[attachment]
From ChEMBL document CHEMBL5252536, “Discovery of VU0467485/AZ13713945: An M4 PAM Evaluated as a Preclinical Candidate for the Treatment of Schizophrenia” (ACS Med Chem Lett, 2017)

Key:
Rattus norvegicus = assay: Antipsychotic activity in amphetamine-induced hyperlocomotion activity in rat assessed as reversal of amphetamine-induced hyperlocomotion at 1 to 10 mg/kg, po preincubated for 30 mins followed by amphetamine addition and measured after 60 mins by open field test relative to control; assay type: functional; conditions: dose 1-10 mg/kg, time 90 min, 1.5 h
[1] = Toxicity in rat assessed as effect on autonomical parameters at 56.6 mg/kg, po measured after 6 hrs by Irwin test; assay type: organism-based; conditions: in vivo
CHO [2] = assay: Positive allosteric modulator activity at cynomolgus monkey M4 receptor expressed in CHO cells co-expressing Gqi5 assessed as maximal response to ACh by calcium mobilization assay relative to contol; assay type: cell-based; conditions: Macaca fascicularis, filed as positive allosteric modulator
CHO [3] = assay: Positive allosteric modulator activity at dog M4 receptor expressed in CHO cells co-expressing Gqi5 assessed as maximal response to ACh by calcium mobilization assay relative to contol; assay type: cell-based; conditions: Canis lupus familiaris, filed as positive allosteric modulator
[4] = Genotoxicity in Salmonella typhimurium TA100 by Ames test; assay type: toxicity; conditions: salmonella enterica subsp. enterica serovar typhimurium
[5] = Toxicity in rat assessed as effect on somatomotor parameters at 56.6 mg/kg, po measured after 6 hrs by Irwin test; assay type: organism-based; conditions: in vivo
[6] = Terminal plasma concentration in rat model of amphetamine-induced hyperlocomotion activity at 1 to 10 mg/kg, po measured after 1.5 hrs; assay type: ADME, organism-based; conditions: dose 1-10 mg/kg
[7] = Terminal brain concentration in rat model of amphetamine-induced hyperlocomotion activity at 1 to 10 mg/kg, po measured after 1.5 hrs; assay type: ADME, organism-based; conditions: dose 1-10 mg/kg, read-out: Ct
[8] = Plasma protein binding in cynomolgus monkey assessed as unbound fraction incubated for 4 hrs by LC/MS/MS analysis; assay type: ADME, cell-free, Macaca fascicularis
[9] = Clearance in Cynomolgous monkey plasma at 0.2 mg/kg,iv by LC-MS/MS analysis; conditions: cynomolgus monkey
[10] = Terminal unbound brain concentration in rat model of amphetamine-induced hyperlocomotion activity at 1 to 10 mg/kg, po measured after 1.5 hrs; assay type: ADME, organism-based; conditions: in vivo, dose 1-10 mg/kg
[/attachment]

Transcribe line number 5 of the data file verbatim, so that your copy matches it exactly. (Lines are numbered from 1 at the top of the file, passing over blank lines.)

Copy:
CHO [2] = assay: Positive allosteric modulator activity at cynomolgus monkey M4 receptor expressed in CHO cells co-expressing Gqi5 assessed as maximal response to ACh by calcium mobilization assay relative to contol; assay type: cell-based; conditions: Macaca fascicularis, filed as positive allosteric modulator